To the Editor.—
Spinal cord lesions are not mentioned in articles that review the neurologic complications of patients with acute bacterial meningitis.1.2 We have found only one case of meningococcal meningitis complicated by an involvement of the conus medullaris that was correctly treated.3 We studied a patient who displayed partial Brown-Séquard's syndrome soon after the onset of meningococcal meningitis.
Report of a Case.—
A 15-year-old girl suffered an attack of headache, fever, and vomiting, and in several hours her left leg became weak. On examination, she was febrile and lethargic, but oriented. The neck was rigid. She was unable to raise her left leg from the bed. The left plantar reflex was extensor. There was a loss of pain and temperature sense on the right side below T-10, but propiroceptive sensation was normal in both legs. The CSF had 2,330 WBCs per milliliter (98% neutrophils), a glucose level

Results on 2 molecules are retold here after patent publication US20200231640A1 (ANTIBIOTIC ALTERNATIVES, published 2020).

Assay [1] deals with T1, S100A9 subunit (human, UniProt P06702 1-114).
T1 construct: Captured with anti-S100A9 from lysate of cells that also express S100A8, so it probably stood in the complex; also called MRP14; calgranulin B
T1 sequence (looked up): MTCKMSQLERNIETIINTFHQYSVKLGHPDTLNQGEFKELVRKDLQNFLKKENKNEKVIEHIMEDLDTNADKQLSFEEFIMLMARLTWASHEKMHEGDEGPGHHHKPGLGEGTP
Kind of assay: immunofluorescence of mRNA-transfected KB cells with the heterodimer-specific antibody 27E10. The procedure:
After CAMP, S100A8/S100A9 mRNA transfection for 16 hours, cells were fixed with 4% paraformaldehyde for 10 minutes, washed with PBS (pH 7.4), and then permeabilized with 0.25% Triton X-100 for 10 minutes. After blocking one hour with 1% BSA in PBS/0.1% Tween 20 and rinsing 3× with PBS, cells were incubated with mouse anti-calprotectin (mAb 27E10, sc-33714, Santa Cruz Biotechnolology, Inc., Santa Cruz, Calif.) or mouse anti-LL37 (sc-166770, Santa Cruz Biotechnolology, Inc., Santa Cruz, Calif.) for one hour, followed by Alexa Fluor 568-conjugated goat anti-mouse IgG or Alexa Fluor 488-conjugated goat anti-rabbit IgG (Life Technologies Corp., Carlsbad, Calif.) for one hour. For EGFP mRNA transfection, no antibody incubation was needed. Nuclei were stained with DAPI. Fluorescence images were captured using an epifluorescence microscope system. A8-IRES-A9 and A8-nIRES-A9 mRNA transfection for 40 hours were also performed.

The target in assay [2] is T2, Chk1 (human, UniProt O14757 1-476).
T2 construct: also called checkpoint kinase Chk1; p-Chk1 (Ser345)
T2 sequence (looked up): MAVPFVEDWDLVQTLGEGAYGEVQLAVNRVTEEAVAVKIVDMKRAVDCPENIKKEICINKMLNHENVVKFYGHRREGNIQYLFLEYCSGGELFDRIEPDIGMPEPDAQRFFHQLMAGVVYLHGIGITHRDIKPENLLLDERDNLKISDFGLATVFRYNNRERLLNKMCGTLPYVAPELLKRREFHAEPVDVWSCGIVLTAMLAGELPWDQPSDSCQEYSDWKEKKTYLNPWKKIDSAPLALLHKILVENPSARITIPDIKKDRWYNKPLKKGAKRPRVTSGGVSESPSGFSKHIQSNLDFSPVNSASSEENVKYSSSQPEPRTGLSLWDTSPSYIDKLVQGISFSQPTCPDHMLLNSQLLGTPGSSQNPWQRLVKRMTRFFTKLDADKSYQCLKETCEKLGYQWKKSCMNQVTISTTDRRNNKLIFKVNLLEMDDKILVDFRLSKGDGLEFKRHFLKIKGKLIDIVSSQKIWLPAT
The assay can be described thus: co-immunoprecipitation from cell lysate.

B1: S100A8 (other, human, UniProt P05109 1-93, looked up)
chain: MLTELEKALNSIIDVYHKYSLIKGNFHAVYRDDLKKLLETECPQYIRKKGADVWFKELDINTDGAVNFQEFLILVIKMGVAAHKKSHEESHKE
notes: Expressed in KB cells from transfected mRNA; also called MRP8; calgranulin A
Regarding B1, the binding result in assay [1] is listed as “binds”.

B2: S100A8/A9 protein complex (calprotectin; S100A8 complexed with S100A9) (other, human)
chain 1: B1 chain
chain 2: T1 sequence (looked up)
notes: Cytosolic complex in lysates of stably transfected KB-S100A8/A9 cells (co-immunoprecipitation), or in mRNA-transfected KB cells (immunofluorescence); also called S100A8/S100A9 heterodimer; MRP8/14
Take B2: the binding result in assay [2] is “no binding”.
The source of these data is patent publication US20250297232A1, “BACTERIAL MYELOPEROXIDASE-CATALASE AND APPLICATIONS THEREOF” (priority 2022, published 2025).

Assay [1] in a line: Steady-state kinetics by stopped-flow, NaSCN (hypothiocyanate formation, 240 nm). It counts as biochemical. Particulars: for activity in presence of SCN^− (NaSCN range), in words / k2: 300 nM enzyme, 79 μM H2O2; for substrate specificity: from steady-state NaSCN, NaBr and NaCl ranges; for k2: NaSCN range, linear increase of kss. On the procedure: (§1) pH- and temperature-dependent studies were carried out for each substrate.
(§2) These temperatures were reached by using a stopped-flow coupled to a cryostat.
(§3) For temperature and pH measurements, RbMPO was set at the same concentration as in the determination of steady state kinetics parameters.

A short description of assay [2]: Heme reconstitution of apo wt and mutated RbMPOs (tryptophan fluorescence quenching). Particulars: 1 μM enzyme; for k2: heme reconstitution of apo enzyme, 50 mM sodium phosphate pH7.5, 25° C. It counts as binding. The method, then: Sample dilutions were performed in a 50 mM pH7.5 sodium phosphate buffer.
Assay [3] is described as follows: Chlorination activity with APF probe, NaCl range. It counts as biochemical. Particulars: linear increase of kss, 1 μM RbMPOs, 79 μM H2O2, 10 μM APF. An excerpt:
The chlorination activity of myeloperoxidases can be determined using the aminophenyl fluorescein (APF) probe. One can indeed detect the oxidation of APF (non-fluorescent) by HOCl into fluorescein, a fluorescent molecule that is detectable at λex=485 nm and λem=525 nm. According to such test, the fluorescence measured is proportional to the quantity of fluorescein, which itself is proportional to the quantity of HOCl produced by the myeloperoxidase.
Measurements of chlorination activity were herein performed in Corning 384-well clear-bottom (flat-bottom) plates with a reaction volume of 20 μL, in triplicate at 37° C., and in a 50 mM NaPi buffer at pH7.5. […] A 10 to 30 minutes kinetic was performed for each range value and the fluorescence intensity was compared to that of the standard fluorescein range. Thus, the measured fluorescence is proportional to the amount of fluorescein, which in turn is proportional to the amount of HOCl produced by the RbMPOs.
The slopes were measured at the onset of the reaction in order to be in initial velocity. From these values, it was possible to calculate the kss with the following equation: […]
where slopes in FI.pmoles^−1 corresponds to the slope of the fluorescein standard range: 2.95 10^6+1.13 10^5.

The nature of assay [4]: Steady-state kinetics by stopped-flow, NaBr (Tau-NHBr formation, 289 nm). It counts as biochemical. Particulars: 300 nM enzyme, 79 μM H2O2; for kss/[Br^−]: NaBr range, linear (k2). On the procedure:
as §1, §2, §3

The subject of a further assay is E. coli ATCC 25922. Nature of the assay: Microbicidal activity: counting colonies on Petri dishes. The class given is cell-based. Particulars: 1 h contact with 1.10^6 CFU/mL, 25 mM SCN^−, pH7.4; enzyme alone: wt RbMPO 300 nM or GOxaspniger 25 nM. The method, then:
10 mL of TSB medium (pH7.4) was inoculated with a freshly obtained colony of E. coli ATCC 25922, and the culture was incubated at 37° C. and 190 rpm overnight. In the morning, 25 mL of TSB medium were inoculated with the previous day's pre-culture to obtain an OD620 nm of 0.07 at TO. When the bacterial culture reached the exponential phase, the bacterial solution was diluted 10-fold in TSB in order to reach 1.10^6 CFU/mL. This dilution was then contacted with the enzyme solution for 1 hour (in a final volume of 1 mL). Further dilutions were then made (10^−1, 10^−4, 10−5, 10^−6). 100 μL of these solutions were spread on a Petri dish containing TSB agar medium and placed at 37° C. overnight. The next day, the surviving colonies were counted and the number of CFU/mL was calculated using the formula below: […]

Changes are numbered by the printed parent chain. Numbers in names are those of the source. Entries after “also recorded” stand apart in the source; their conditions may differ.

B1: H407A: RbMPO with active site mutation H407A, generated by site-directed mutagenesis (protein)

Graus F, Arbizu T, Rufí G. Partial Brown-Séquard's Syndrome and Meningococcal Meningitis. Arch Neurol. 1981;38(9):602. doi:https://doi.org/10.1001/archneur.1981.00510090096020
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